Do you believe in the gateway theory when it comes to drug use? Well, a group of scientists at Columbia University claims to have proven the theory.
It has often been said that cigarettes and alcohol act as gateway drugs that lead to the use of marijuana, cocaine and other drugs. This belief in a “gateway sequence” is something that has been widely disputed among the public for a long time.
However, an article in Science Translational Medicine by Amir Levine, MD, Denise Kandel, PhD; Eric Kandel, MD; and colleagues at Columbia University Medical Center offers a molecular explanation for the gateway sequence. They claim to have shown – with mice – that nicotine causes certain changes in the brain, making it more defenseless against cocaine addiction.
Various levels of exposure to nicotine and cocaine were analyzed, with researchers determining that a pretreatment regime with nicotine dramatically changes the response to cocaine in terms of addiction-related behavior and synaptic plasticity in the striatum, a brain region critical for addiction-related rewards.
At the molecular level, nicotine also primes the response to cocaine by impeding the activity of an enzyme – histone deacetylase – in the striatum. This limitation increases cocaine’s ability to turn on a gene named the FosB gene, which stimulates addiction.
Interestingly enough, the chemical relationship between nicotine and cocaine does not go both ways. This means that while nicotine radically augments the response to cocaine, there is no effect of cocaine on the response to nicotine.
Thus, nicotine’s ability to inhibit histone deacetylase provides a molecular mechanism for the gateway sequence of drug use. Yet, nicotine boosts the effects of cocaine only when it is taken for many days before the cocaine treatment and it actually has to be given with cocaine.
The research results inspired a new analysis of human epidemiological data; as it seems to show that most cocaine users begin ingesting the substance only after they have started smoking and while they are still active smokers. Essentially, those who begin cocaine use after taking up cigs have a higher risk of cocaine dependency in comparison to people who use cocaine first and then start smoking.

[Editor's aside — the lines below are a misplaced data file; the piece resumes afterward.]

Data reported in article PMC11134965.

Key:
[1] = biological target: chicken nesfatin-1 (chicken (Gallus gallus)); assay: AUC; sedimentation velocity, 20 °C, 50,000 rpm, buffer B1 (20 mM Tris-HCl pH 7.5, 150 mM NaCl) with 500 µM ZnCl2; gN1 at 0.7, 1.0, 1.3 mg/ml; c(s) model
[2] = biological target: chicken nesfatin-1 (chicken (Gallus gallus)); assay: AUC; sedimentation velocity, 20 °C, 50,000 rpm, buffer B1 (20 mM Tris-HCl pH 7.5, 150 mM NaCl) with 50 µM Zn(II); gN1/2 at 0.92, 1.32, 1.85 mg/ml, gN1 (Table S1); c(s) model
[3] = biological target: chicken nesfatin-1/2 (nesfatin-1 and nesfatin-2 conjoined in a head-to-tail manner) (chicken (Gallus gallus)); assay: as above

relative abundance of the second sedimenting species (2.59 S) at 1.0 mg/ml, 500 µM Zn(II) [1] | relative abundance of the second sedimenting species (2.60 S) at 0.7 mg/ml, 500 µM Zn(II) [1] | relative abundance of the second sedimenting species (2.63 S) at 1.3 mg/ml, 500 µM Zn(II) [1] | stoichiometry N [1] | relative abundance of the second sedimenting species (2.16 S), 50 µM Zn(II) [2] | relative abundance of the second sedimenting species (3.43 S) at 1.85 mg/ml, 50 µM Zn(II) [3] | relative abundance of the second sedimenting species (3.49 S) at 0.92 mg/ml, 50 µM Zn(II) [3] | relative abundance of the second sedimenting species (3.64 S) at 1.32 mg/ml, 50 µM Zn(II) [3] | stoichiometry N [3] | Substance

“These studies raise interesting questions that can now be explored further in animal models,” said study author Denise Kandel, a professor of Sociomedical Sciences at the Mailman School of Public Health.
“Do alcohol and marijuana – the two other gateway drugs – prime the brain by the same mechanism as nicotine? Is there a single mechanism for all gateway sequences, or does each sequence utilize a distinct mechanism?”
Keep in mind that epidemiological studies and data do not prove causation, they can only prove that they are associated with each other. This means that the research is showing that cocaine dependency is associated with nicotine, but does not prove that nicotine use will cause someone to become a cocaine addict.
The scientists also claim that the results underline the need for the creation of effective public health prevention programs that deal with all nicotine products, especially those targeted toward young people. Useful interventions would not only prevent smoking and related health problems, but could also decrease the risk of progression to chronic use of illicit drugs.
Of course, the real question remains: was this research published because of a genuine health concern, or was it conducted to generate more support for the gateway theory and the ongoing war against drugs? Both possibilities seem likely at this point.
To ensure full recovery from addiction, a former drug addict should utterly avoid even the simplest substances that could serve as a gateway to other drugs.